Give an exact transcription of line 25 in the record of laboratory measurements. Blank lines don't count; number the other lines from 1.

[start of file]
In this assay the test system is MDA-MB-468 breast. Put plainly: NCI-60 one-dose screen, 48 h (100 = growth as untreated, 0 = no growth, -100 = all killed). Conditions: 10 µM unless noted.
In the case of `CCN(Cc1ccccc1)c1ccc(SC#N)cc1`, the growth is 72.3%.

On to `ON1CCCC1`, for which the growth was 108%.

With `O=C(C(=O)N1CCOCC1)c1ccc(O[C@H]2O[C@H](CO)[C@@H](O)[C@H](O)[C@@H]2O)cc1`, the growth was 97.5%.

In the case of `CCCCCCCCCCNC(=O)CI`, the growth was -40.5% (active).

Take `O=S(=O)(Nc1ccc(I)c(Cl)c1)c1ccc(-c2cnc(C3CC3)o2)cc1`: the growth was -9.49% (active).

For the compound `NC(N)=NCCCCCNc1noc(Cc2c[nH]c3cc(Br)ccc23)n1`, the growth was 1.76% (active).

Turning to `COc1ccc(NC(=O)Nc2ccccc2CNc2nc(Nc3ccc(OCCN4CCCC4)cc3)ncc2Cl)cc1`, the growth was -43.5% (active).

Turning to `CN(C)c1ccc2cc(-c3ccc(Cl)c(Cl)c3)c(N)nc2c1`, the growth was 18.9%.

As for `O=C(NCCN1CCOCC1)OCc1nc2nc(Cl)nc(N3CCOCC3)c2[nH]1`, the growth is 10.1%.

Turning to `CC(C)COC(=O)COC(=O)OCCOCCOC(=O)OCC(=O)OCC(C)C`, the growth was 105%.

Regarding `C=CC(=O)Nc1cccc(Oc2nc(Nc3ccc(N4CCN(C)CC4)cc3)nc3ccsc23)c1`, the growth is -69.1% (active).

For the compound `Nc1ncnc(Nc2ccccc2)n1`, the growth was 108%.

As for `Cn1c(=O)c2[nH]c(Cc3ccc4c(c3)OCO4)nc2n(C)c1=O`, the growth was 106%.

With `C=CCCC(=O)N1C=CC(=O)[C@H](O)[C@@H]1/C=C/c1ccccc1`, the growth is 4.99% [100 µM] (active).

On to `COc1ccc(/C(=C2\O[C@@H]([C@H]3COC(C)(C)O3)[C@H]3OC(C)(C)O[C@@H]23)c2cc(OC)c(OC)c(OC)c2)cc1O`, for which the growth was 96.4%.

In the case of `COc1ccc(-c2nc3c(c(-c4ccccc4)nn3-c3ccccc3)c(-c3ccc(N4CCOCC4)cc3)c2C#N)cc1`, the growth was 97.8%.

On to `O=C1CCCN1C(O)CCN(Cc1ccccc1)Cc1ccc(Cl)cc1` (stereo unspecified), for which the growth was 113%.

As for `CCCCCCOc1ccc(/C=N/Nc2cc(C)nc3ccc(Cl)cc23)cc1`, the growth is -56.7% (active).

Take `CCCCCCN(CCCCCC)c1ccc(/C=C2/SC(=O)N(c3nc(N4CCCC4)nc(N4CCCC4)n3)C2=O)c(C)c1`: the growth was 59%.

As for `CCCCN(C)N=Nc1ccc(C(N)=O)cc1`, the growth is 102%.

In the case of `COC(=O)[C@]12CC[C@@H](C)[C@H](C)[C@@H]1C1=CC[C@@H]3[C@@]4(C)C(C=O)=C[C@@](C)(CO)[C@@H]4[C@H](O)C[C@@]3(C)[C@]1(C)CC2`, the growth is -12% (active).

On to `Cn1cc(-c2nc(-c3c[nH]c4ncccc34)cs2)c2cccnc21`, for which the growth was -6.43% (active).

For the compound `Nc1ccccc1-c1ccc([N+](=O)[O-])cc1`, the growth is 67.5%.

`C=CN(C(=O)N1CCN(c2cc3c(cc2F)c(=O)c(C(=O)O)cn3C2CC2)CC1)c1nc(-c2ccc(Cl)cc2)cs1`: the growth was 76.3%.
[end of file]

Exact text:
`C=CN(C(=O)N1CCN(c2cc3c(cc2F)c(=O)c(C(=O)O)cn3C2CC2)CC1)c1nc(-c2ccc(Cl)cc2)cs1`: the growth was 76.3%.